There is probably more motion felt forward, but there is also some aft. If you're looking for the smoothest area, that would be on a lower deck mid-ship.
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The bow (the front or pointy end for the very non-nautical) will feel more motion than the stern (the back or flat end). Midships and on a lower deck will feel the least motion. The bow is designed to plunge into waves and as a consequence will have a more pronounced pitching or up and down motion in heavy seas. Now DW and I are not prone to sea sickness, but we survived 18-20 foot seas on the Glory last fall with no problems at all. Several people we met and liked were sea sick, however.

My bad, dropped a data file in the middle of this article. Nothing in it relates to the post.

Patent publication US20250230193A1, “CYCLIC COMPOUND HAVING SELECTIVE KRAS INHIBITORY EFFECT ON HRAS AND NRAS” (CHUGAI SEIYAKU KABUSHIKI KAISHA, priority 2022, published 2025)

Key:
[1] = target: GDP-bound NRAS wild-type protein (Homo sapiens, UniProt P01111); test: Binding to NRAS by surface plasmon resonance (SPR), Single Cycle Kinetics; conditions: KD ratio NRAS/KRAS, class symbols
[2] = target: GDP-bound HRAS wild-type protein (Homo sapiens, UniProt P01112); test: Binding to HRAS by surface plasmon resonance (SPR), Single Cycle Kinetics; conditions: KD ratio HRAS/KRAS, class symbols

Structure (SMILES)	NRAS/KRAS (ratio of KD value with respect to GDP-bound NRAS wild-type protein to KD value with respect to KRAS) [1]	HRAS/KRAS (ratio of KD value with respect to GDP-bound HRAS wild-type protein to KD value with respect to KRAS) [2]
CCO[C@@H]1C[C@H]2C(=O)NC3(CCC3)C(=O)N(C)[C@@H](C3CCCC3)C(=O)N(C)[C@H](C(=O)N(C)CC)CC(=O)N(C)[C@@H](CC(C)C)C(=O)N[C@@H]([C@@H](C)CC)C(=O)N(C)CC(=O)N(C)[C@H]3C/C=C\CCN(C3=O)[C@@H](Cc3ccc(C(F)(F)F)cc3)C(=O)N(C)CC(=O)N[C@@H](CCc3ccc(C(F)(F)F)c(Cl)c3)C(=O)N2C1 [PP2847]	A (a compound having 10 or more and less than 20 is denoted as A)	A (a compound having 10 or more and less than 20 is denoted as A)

We had cabins towards the front on the Liberty and there were several nights that we were woken up by the sound on crashing on the hull. I'm sure it was the ship hitting the waves, but it sounded like it was hitting rocks, or the anchor was clanging against the front of the ship. In any case, it made it very hard to sleep.